• For a detailed example of this process in action, see "Scenario 3," above.
  • Motor vehicle agency databases:
    • The NVRA requires that motor vehicle agencies provide election officials with change-of-address information provided by driver’s license and identification card holders, unless the individual indicates that the address change should not be used for voter registration purposes. When the election officials receive this information, they must update the voter rolls to reflect the new address.
  • Interstate data-sharing agreements:
    • A number of states have entered interstate agreements under which they share information from their motor vehicle agencies about voters who have transferred driver’s licenses or identification cards from one state to another. This information can be used to identify voters who may have moved out of state and to send them an address confirmation notice.
    • The Electronic Registration Information Center (ERIC) is a program that aggregates NCOA, DMV, voter registration data, and other information from multiple states, allowing states to identify voters who have moved out of state as well as voters who have moved to the state but have not yet registered.11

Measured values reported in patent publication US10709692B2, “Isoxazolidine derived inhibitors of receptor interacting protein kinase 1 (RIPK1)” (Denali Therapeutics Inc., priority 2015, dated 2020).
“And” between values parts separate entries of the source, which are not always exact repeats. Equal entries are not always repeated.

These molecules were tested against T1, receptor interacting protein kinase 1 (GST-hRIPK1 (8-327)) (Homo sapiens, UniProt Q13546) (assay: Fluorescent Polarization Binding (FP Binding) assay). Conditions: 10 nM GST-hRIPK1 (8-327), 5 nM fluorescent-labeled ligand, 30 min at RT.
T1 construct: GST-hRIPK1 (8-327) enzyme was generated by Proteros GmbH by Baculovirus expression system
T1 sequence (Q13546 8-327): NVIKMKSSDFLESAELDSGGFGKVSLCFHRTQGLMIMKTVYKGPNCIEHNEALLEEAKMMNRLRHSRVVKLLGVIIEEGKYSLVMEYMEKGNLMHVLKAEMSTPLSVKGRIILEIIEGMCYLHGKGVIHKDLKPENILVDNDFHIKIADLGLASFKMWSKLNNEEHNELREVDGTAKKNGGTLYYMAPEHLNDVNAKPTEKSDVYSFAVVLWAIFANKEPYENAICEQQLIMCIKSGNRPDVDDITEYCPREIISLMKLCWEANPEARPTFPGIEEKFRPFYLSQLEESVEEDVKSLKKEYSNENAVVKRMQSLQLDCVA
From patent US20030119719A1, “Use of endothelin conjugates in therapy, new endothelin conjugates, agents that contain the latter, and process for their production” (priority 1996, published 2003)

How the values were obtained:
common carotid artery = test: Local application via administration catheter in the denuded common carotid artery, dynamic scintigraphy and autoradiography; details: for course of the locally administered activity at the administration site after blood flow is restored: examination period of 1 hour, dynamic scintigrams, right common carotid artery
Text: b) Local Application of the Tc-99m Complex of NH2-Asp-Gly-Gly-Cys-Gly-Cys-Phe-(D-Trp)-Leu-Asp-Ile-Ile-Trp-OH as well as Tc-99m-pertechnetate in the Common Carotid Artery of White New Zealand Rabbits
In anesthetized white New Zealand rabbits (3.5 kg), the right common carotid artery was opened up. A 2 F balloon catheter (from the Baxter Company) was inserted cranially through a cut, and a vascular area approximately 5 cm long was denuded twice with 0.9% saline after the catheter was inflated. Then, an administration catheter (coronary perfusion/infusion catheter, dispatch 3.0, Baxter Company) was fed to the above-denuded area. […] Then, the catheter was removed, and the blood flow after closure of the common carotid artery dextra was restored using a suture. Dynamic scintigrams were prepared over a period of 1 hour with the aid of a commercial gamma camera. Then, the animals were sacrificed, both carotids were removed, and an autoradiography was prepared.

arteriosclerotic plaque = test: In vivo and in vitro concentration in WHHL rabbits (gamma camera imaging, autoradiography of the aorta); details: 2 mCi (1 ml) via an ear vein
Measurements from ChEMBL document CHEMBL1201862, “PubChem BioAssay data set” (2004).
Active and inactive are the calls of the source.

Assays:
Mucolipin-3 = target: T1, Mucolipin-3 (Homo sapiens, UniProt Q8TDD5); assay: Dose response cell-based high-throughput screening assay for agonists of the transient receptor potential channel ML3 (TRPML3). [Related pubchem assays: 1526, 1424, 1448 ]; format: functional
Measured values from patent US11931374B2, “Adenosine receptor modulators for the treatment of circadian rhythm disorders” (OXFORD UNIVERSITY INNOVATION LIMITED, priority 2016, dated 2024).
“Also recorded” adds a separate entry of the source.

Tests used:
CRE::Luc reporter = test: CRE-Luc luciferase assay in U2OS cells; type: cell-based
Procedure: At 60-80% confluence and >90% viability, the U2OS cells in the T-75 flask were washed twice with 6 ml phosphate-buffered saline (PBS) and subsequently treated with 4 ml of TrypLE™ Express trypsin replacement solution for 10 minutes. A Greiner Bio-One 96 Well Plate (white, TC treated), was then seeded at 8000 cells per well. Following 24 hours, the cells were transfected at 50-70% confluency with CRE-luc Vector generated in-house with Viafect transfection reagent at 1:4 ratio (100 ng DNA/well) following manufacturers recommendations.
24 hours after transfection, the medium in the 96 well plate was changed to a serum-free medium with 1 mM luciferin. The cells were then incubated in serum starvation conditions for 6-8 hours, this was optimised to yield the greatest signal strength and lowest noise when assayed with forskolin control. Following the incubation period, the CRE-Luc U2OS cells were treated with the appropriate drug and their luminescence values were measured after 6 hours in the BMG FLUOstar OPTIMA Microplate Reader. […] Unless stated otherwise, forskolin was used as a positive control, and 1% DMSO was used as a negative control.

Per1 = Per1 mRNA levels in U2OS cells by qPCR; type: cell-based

What Else Can States Do to Help Keep Their Voter Rolls Current Without Removing Eligible Voters?

There are several ways states can help keep their voter rolls current and prevent the accumulation of stale or out-of-date registration records. One of the simplest ways states can do this is to update, rather than cancel, the registrations of voters who move from one jurisdiction to another within the state. This not only ensures that the voter does not fall off the rolls; it also prevents an out-of-date record from persisting in the voter’s old jurisdiction when the voter re-registers at her new address. States are already required to make such updates when the change-of-address information comes from the state’s motor vehicle agency, and states can and should do the same when receiving change-of-address information from other, similar government sources. While such updates may have once required coordination between wholly separate local voter registration systems, every state now has a statewide voter registration database that can be used to facilitate such changes.